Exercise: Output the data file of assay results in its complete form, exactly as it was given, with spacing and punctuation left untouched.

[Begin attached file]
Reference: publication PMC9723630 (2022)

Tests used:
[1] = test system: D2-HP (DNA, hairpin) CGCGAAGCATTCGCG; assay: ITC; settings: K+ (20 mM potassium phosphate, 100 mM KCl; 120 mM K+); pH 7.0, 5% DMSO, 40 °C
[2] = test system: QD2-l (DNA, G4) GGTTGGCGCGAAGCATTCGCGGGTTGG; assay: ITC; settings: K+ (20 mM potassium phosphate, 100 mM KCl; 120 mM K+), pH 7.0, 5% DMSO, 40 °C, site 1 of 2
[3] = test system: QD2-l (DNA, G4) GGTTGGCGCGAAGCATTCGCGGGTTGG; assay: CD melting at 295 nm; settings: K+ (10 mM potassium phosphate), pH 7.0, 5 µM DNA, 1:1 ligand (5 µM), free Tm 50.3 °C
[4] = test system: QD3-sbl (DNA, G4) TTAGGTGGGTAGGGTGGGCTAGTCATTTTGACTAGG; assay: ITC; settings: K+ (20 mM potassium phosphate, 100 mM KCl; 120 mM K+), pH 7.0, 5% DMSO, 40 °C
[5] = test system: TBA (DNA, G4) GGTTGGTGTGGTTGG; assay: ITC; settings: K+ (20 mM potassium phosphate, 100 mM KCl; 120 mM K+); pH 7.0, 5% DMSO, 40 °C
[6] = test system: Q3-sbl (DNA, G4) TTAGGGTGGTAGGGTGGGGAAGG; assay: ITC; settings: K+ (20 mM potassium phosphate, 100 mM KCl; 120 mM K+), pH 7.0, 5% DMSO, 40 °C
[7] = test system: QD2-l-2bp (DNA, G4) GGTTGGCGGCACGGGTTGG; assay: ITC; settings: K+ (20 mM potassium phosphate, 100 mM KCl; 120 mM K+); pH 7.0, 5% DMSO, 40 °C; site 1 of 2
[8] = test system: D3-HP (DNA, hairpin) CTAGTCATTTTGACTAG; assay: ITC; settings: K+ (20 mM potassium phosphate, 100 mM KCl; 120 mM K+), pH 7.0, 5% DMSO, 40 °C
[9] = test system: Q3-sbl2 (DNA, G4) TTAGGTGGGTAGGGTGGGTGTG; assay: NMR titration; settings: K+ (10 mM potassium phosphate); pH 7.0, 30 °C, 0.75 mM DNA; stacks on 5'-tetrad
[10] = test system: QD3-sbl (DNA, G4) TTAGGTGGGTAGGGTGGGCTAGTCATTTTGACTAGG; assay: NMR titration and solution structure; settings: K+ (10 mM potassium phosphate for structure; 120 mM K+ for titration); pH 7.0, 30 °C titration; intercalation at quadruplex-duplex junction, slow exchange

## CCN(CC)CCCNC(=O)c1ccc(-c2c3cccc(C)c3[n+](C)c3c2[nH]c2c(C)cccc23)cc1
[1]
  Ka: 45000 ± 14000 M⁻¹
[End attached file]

Reference: publication PMC9723630 (2022)

Tests used:
[1] = test system: D2-HP (DNA, hairpin) CGCGAAGCATTCGCG; assay: ITC; settings: K+ (20 mM potassium phosphate, 100 mM KCl; 120 mM K+); pH 7.0, 5% DMSO, 40 °C
[2] = test system: QD2-l (DNA, G4) GGTTGGCGCGAAGCATTCGCGGGTTGG; assay: ITC; settings: K+ (20 mM potassium phosphate, 100 mM KCl; 120 mM K+), pH 7.0, 5% DMSO, 40 °C, site 1 of 2
[3] = test system: QD2-l (DNA, G4) GGTTGGCGCGAAGCATTCGCGGGTTGG; assay: CD melting at 295 nm; settings: K+ (10 mM potassium phosphate), pH 7.0, 5 µM DNA, 1:1 ligand (5 µM), free Tm 50.3 °C
[4] = test system: QD3-sbl (DNA, G4) TTAGGTGGGTAGGGTGGGCTAGTCATTTTGACTAGG; assay: ITC; settings: K+ (20 mM potassium phosphate, 100 mM KCl; 120 mM K+), pH 7.0, 5% DMSO, 40 °C
[5] = test system: TBA (DNA, G4) GGTTGGTGTGGTTGG; assay: ITC; settings: K+ (20 mM potassium phosphate, 100 mM KCl; 120 mM K+); pH 7.0, 5% DMSO, 40 °C
[6] = test system: Q3-sbl (DNA, G4) TTAGGGTGGTAGGGTGGGGAAGG; assay: ITC; settings: K+ (20 mM potassium phosphate, 100 mM KCl; 120 mM K+), pH 7.0, 5% DMSO, 40 °C
[7] = test system: QD2-l-2bp (DNA, G4) GGTTGGCGGCACGGGTTGG; assay: ITC; settings: K+ (20 mM potassium phosphate, 100 mM KCl; 120 mM K+); pH 7.0, 5% DMSO, 40 °C; site 1 of 2
[8] = test system: D3-HP (DNA, hairpin) CTAGTCATTTTGACTAG; assay: ITC; settings: K+ (20 mM potassium phosphate, 100 mM KCl; 120 mM K+), pH 7.0, 5% DMSO, 40 °C
[9] = test system: Q3-sbl2 (DNA, G4) TTAGGTGGGTAGGGTGGGTGTG; assay: NMR titration; settings: K+ (10 mM potassium phosphate); pH 7.0, 30 °C, 0.75 mM DNA; stacks on 5'-tetrad
[10] = test system: QD3-sbl (DNA, G4) TTAGGTGGGTAGGGTGGGCTAGTCATTTTGACTAGG; assay: NMR titration and solution structure; settings: K+ (10 mM potassium phosphate for structure; 120 mM K+ for titration); pH 7.0, 30 °C titration; intercalation at quadruplex-duplex junction, slow exchange

## CCN(CC)CCCNC(=O)c1ccc(-c2c3cccc(C)c3[n+](C)c3c2[nH]c2c(C)cccc23)cc1
[1]
  Ka: 45000 ± 14000 M⁻¹